The Building Process

Douglas Fir timbers from the west coast and Oak timbers from mills in Pennsylvania and Ohio are stacked in our shop ready to begin the timber frame construction process. We transform these natural timbers into timber frame homes, home additions, and other structures all around the country. We accommodate most floor plans with our many customized designs that will meet engineering specifications in your area. For example, the timber members used on a timber frame project in Alaska would be far greater than the material used in the southern states due to snow and wind load. Each and every timber frame home that Atlantic erects is unique to the location of your home.

Our frames are designed using Douglas Fir, Western Red Cedar and White Oak, all having different load bearing capabilities.

Our Timber Frame Construction Reflects Our Craftsmanship Approach

Click on the images and videos below to learn more.

Your Timber Frame starts with a complete set of detailed shop drawings. This is where old world craftsmanship and new age computer software technology meet. Using computer drawings, we scribe into position all the mortise cuts, hole placements, tenon cut lines and housings.

Our timbers are milled on a joiner built in the 1800s for the Bessemer Railroad. This tool is unique to our company. Saw mill timber most generally hook and bow; this joiner allows us to straighten and square the timbers prior to layout. Unlike a four sided planer which follows the contour of the timber, this joiner brings it back straight and true. After the timbers are straightened and squared on the joiner it's off to the layout line.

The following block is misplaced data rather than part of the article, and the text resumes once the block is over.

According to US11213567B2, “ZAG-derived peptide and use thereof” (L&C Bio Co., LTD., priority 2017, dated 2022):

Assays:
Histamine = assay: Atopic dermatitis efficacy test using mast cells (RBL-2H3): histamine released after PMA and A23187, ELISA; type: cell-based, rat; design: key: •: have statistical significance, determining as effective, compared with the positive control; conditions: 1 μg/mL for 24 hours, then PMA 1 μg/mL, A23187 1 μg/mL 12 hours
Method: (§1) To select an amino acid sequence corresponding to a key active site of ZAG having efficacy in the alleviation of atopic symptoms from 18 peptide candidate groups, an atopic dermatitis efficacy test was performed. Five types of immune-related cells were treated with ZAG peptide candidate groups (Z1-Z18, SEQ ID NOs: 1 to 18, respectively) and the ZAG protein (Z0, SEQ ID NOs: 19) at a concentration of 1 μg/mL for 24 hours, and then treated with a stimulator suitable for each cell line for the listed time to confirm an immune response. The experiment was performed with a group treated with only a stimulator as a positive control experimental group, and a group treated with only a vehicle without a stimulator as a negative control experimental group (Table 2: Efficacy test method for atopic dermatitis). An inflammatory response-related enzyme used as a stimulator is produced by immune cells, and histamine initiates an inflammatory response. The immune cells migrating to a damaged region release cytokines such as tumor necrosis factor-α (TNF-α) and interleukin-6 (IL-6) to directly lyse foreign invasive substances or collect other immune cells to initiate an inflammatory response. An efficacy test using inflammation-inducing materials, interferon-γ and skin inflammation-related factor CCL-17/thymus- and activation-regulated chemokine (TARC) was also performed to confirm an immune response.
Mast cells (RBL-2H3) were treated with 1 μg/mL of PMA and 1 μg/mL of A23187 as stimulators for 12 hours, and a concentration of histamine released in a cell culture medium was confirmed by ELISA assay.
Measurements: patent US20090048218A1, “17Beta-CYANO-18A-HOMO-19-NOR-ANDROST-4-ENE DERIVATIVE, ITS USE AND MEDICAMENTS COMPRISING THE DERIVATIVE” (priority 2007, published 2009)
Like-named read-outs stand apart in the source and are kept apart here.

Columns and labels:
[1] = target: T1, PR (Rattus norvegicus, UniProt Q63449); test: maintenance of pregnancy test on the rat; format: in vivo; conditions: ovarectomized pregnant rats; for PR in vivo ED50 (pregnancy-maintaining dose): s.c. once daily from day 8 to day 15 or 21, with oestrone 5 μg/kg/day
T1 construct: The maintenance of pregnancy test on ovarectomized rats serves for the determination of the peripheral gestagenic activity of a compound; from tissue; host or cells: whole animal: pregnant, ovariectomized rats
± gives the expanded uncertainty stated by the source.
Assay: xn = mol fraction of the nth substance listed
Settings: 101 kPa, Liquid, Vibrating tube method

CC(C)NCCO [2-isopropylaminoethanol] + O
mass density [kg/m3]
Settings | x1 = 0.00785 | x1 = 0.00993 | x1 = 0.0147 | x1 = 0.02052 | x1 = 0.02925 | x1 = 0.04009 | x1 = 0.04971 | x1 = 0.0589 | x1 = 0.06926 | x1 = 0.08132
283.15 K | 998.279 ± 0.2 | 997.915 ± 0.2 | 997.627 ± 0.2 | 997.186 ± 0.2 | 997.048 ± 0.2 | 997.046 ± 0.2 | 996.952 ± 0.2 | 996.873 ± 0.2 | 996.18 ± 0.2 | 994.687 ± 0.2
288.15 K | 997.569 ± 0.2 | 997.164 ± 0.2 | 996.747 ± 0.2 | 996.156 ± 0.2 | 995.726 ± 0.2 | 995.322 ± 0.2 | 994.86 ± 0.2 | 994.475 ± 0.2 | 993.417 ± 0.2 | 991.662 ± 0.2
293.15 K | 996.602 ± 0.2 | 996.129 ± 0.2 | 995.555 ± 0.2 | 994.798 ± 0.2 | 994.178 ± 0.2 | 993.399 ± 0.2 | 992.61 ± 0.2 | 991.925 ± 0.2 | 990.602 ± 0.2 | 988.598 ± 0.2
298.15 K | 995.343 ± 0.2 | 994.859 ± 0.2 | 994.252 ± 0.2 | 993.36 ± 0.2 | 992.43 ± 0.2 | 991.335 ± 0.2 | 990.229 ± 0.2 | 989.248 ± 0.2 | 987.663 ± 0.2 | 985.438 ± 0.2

With the layout complete we end cut the timbers then apply a beeswax end seal to slow the drying process.

This video demonstrates the saw cut and the end seal being applied.

We are now ready to start cutting your frame. All timbers are cut using hand tools, chisels, saws and drills as opposed to the new modern computer cutting machines.

The holes are made with a horizontal drill to assure a straight pin line though the timber.

A chain morticer is used to cut in all necessary mortices to a specified width for the tenon; most mortices in the frame are two inches in width.

This video shows the chain morticer in action.

Using a chisel to add relief to the tenons allows for that super tight fit we are looking for in all our work. This is where a hands-on approach really makes the difference. Great pride is taken to fit all the joinery together like the perfect piece of furniture it is, a one of a kind creation of your dreams.

The wind braces used in the frame are generally made from 3'' x 6" stock. Tenons are cut on the braces allowing for a 1/2" relief to trim the mortise pocket while enhancing the beauty of the brace.


We would love to talk with you about your timber frame project.

Contact us today for your no obligation consultation